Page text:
The Quicksilver Group
Australia’s Quicksilver Group (Quicksilver) is the largest reef tourism operator for the Great Barrier Reef (GBR) . Home to cruises and snorkeling excursions, Quicksilver owns thirteen major vessels, and is one of North Queensland’s largest private employers, with 630 local workers . Perhaps most impressive, however, is Quicksilver’s twenty-year commitment to raising awareness about – and researching – the detrimental effects of climate change on the GBR ecosystem. As an early mover, Quicksilver is poised to further this conversation on an international stage.
The Threat of Warm Water
Climate change has led to an increase in sea temperatures : since 1950, more than 90% of the excess heat trapped by carbon emissions have permeated the ocean. As a result, the surface temperature of the ocean has increased by 1C in the last 35 years — too warm for coral’s polyps to retain the algae that live inside it . Algae provide most of the coral’s energy; without it, the coral falls into starvation, becoming ostensibly bleached. Because the water temperature cannot cool down, the coral is trapped in an endless cycle, ultimately perishing.
GBR’s decline has a detrimental effect on the massive ecosystem it supports. As the largest living structure in the world (2,300 km, and comprised of 2,900 reefs), the GBR supports 1,600 species of fish. Without coral and algae as sustenance, these fish either move away or die. This bubbles up the circle of life, affecting birds, whose droppings fertilize island plants, as well as the half billion humans who consume fish from this region.
Additionally, the GBR brings two million tourists, $6 billion and nearly 70,000 local jobs to Australia every year . Quicksilver, and companies like it, are thus fundamentally dependent on the GBR for revenue.
What Quicksilver is Doing
In 1986, as coral reached “mass bleaching” levels , Quicksilver created Reef Biosearch, a group tasked with tracking and understanding the impact of climate change on the GBR.
Reef Biosearch combines tourism with education and research. Research staff focus on school, community and industry education about the environment; work as crew members aboard Quicksilver vessels during GBR tours; and conduct research with visiting scientists, informing their advisory role to reef management authorities, like the GBRMPA, Department of Environment, and CRC Reef Research Centre.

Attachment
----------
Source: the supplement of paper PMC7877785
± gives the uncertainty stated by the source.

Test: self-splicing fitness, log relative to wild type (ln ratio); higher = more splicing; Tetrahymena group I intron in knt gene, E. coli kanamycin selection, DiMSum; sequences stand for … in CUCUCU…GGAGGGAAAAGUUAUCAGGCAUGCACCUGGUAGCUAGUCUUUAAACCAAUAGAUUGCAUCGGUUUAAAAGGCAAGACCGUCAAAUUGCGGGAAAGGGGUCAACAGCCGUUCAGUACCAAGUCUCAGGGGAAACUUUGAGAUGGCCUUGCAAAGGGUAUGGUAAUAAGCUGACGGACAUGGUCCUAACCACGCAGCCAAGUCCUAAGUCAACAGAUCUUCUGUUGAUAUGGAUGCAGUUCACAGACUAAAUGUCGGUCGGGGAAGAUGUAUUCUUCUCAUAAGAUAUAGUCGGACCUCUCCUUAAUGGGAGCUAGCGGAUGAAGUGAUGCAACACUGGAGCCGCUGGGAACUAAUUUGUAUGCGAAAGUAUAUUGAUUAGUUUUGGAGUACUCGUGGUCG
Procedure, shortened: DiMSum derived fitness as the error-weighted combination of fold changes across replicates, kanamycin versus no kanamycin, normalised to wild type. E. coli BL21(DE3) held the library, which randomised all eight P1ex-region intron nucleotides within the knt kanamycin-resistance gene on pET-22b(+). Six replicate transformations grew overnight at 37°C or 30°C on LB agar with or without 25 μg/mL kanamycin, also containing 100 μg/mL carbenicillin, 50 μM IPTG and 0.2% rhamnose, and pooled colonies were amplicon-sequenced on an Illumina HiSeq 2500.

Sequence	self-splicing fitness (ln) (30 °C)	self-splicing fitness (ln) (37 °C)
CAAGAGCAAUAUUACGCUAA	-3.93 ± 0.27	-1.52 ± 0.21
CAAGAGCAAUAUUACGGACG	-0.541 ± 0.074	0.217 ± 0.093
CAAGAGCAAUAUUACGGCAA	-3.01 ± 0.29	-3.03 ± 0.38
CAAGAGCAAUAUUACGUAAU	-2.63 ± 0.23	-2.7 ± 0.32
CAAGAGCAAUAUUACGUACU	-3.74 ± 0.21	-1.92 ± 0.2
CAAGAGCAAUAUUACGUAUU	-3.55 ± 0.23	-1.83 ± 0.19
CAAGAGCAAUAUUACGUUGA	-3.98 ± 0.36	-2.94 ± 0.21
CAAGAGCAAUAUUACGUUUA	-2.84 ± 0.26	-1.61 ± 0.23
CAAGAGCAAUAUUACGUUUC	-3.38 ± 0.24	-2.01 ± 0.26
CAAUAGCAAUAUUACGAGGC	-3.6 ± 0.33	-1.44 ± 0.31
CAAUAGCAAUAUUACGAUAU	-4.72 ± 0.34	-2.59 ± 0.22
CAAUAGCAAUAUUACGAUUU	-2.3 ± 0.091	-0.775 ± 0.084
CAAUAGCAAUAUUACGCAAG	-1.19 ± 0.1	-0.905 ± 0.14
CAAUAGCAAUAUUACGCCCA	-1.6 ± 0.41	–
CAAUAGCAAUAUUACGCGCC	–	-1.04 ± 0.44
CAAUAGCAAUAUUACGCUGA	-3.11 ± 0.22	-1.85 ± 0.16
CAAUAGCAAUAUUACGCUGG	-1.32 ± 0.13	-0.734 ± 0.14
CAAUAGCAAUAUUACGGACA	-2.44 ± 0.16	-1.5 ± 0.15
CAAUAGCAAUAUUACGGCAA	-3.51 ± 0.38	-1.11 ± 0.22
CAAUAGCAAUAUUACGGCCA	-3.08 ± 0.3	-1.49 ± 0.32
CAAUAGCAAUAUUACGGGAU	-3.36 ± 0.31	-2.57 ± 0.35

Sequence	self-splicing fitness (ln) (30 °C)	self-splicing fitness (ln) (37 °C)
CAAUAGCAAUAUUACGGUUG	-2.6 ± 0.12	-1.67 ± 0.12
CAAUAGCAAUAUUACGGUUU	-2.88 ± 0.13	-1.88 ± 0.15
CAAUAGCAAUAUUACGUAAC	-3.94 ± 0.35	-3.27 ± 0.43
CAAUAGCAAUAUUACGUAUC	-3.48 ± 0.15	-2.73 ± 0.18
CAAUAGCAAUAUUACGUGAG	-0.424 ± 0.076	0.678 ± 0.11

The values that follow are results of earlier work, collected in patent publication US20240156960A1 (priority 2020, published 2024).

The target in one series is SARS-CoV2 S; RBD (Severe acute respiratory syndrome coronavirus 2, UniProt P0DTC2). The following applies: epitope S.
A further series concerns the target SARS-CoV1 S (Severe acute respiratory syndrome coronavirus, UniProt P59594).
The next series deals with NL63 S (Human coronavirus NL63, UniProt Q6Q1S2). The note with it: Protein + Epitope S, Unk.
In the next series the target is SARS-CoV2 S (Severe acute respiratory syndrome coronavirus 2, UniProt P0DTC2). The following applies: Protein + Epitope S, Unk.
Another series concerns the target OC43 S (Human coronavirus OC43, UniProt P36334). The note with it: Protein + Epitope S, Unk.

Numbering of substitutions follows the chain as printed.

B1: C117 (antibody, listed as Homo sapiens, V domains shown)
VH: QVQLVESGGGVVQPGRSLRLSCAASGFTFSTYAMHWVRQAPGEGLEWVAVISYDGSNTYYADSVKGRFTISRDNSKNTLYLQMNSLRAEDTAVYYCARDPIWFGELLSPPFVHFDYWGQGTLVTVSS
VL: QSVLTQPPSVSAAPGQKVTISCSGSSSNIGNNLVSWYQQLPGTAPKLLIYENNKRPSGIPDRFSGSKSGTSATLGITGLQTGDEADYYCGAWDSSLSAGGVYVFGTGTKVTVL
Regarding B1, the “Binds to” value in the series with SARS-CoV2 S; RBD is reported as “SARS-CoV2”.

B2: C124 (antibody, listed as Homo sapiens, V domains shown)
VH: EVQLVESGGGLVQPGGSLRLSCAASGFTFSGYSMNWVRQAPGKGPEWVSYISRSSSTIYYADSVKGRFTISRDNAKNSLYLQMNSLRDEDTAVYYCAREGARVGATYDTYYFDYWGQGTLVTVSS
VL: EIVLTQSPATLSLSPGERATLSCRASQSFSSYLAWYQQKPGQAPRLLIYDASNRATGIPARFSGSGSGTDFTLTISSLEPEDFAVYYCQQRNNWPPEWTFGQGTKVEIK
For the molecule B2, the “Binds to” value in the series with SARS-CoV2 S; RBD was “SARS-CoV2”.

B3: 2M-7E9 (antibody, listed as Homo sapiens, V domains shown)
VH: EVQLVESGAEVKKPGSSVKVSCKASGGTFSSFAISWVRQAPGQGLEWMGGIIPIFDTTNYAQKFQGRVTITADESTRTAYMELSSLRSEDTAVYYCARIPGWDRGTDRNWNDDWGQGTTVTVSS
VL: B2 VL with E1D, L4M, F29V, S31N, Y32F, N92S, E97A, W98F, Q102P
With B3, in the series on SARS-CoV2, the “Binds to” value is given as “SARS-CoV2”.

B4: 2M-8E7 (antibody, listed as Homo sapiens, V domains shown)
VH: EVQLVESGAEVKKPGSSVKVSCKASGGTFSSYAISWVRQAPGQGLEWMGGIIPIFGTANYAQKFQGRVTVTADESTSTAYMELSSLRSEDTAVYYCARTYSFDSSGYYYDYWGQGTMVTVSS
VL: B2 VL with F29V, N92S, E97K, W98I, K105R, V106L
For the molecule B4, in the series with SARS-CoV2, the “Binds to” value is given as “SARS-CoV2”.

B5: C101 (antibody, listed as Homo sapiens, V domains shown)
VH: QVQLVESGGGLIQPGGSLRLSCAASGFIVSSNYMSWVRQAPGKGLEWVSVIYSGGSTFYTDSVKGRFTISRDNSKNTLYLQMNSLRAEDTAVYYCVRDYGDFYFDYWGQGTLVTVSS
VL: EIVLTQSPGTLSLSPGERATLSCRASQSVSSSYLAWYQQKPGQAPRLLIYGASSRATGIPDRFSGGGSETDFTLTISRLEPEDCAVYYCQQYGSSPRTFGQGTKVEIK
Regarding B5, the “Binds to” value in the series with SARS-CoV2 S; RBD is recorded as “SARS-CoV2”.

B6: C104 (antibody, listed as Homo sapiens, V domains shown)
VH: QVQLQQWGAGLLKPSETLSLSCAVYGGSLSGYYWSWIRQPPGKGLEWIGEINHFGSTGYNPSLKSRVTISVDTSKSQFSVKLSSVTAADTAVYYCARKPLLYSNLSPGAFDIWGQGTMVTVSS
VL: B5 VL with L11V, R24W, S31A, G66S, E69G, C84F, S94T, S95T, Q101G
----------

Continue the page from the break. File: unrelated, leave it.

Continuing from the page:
If Reef Biosearch’s success is measured in terms of data collection and quality local education, then it has done exceedingly well. To date, they have the largest logbook database of marine observations on the GBR (more than two decades). As a first-mover in combining tourism with preservation (predating the term “ecotourism”), and as an early proponent of crowdsourcing, Reef Biosearch has aggregated photographic and survey data, created monthly e-newsletters, and built tools like the interactive “Eye on the Reef” map .
What Else Can Quicksilver Do?
Though Quicksilver’s responsibility to its local community is notable, there is an opportunity to take Reef Biosearch’s work to the next level.
First, Reef Biosearch should make their data publicly, and widely, available. This can be done via university tutorials, open-source software (consider the reputable “survivors of the Titanic” dataset, made popular through its free inclusion with R ), data competitions hosted by Kaggle , and up-to-date blog posts (their most recent one is from 2013). The goal, to tap into the data-savvy public market, can prove beneficial in furthering awareness of GBR’s decline.
Additionally, Quicksilver should replace its vessels with smaller, environmentally friendly ones , up its marketing campaign, and consider innovative research techniques. By emphasizing its early eco-certification, Quicksilver can increase sales from eco-minded tourists more willing to travel with them. Participating in prominent conferences like COP22  can garner earned media and move the conversation to an international forum. Finally, Quicksilver can invest in bleeding-edge technology to precipitate their research, like using virtual reality headsets to study the “digital reef” via “dry diving .”
Of course, these proposals are not without challenges. It is unclear how feasible a high-profile marketing campaign is, since we have no insight into Quicksilver’s financials. Downsizing vessels can hurt employment, a detriment to Quicksilver’s reputation as a leader in the local economy.
The biggest hurdle, however, is perhaps the most surprising: the Australian government. In May 2016, The Guardian discovered that all mentions of Australia were removed from the final version of a Unesco report on climate change . Individuals like Col McKenzie, CEO of the Association of Marine Park Tourism Operators argue that overzealous media coverage of bleaching is “a bigger risk to the industry than the bleaching itself.”
Quicksilver’s role, however, remains critical – to the climate change conversation and the preservation of a natural wonder.
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